Wood and Steel

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Wood breaks. Steel bends. In martial arts training there are obviously two types of proper training tools. Steel and Wood. It is best to have both, used depending on the occasion. Please do not use plastic or aluminum, based upon principle.

The most beneficial is a steel blunt. Created to immediately mimic the use of a sharp one. Never shy away from training using sharps in solo practice, never fear your own blade. There are few drawbacks of steel. It is wonderful when training in dual, mutual technique. When sparring, it demands one to wear proper protective equipment. Which can be a nuisance when you are switching between various things and simply wish to train shirtless, or unarmoured. The draw back is pell work. The steel bends. Steel swords are expensive, if this is not a problem, train with steel on the pell. Steel bends easily. Understand the old strong man techniques of bending such things, and then the sword seems less impressive. My albion training sword pent at the pommel at some unknown point, I apply a lot of pressure at the pommel. Only slightly, perceivable when spun upon it’s tip, yet perceivable enough to be annoying for 500 dollars. Needless to say, I will never buy another training steel. My own way of making such things will be finalized in the near future.

Wood has many benefits as well. Firstly, yes, even a well made wooden tool feels as a graceful club in comparison to steel. Yet this can be a good thing as well. Hickory and Oak are most recommended. I always use oak, just because. I have purchased training swords of wood (hickory) in the past. My true opinion is they were made too gracefully. Causing their weight to be too light. Also causing weakness of instrument. Needless to say there have been repairs, fortunately wood glue is very strong when used properly. A quarter inch here and there makes a profound difference in strength and weight. I will never buy another’s tools again. My own are simply too easy to make. Also allowing to make tools slightly above average height, as my proportions are a little above average. I am 6’2”. Wooden tools allow for vigorous pell training (wood pell, punching bag wrapped in tape, etc.) Always let the pell be of a “light wood” to protect your tools, steel or not. I have gone thru 3 pells in the past 2 months, yet breakage is due to elbow strikes on taped pads. Wood also allows for unarmored dual technique, while still allowing force, as well as sparring without protection to a degree. Always wear gloves, hands and fingers are constantly plowed through.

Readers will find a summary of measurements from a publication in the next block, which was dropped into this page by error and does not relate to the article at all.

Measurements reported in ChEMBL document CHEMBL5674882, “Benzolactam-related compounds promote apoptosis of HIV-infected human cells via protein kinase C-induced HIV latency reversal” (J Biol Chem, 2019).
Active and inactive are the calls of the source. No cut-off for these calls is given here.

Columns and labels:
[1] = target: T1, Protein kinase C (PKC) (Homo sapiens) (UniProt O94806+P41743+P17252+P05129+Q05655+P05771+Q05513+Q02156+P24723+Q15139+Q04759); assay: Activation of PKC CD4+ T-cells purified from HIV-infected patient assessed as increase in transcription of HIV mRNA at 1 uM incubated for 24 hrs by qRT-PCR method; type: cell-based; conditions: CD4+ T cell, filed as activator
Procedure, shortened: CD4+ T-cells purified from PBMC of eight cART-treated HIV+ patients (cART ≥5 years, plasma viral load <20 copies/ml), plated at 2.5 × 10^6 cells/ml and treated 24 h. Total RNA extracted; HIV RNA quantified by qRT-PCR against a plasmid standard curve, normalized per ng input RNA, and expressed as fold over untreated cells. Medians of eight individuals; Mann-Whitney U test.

Something to pursue is obtaining the tools and ability to make your own training instruments. It is well worth it, the weapon feels as you. One can immediately make Exactly what they wish, not just find something close enough. Matched to your proportions or a particular historic original. Or something completely new, such as extremely heavy, well balanced training tools. Do not believe the skill is beyond you, it is not. Both in steel and wood. The skill set is basic once defined. Simply follow the process and pursue effort. If someone asks to use your weapons, simply say no if the two are not intimate and you do not wish to share energy. Another’s touch taints a weapon. “No” is easily spoken and enforced, in all things.

I.33

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The I.33 Fight book is both an interesting and important historical artifact. It is the oldest tome expressing the martial arts of Europe, specifically that of Germany. It is perhaps the oldest expression of a martial arts tradition, actually teachable and frozen from the time it was created. While many legacies throughout the world claim ancient lineages, few can prove such things, and those who speak truth, have often evolved and changed deeply alongside technology causing them to no longer present ones original war form. I.33 is simply the catalogue number for this tome held within the archives. While it is connected with the tradition of German fencing. It also stands alone. As the German fencing tradition “begins” with the teaching of Lichtenauer, as recorded by the priest and master at arms Hanko Döbringer. In the same light, the I.33 is a fighting form recorded by priests, for priests. One must remember that religion did not unite a culture. Attacking an enemies territory and slaughtering his priests, ransacking temples, raping nuns, etc. meant nothing to many medieval (and modern) combatants. Therefore, the priests most often protect themselves.